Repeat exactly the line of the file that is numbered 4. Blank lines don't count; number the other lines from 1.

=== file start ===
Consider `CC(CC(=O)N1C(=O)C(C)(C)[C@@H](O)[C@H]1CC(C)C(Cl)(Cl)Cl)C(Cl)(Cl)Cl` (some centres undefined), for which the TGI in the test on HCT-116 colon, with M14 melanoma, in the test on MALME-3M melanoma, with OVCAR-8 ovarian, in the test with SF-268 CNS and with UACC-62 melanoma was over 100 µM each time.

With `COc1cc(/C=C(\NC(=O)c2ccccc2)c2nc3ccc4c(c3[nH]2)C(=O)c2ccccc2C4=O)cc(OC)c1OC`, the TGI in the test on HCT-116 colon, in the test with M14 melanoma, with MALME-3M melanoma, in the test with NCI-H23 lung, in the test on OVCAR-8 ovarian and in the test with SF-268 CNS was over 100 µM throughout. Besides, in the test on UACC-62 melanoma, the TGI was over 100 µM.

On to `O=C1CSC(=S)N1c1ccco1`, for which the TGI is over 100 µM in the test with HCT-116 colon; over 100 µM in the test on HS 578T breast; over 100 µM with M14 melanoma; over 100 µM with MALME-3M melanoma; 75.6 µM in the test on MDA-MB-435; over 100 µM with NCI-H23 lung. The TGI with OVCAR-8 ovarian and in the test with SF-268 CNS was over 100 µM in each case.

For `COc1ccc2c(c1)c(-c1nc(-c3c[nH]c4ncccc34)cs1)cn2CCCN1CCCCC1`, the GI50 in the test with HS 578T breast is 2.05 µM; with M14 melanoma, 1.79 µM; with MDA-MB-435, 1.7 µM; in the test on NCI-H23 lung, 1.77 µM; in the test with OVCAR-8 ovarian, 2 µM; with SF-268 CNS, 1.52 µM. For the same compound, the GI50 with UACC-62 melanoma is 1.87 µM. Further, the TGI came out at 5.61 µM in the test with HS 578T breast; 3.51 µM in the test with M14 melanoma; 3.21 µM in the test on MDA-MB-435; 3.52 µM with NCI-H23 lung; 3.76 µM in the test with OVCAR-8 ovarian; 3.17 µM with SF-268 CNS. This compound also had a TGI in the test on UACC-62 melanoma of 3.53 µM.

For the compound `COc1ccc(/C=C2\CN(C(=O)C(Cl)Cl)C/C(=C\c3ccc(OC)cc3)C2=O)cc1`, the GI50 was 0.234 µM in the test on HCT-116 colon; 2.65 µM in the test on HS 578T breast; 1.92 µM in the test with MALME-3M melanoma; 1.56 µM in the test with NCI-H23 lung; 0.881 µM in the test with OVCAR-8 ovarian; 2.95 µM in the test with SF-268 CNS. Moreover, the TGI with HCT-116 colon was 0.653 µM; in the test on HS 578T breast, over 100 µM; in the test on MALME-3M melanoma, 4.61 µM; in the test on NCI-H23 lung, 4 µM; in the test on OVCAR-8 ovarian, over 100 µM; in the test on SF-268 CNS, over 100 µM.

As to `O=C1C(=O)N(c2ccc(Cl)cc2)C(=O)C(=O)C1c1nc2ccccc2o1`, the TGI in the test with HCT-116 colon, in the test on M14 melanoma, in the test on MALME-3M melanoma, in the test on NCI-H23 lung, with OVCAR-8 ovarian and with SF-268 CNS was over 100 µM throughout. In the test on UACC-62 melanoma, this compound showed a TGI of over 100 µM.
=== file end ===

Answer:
For `COc1ccc2c(c1)c(-c1nc(-c3c[nH]c4ncccc34)cs1)cn2CCCN1CCCCC1`, the GI50 in the test with HS 578T breast is 2.05 µM; with M14 melanoma, 1.79 µM; with MDA-MB-435, 1.7 µM; in the test on NCI-H23 lung, 1.77 µM; in the test with OVCAR-8 ovarian, 2 µM; with SF-268 CNS, 1.52 µM. For the same compound, the GI50 with UACC-62 melanoma is 1.87 µM. Further, the TGI came out at 5.61 µM in the test with HS 578T breast; 3.51 µM in the test with M14 melanoma; 3.21 µM in the test on MDA-MB-435; 3.52 µM with NCI-H23 lung; 3.76 µM in the test with OVCAR-8 ovarian; 3.17 µM with SF-268 CNS. This compound also had a TGI in the test on UACC-62 melanoma of 3.53 µM.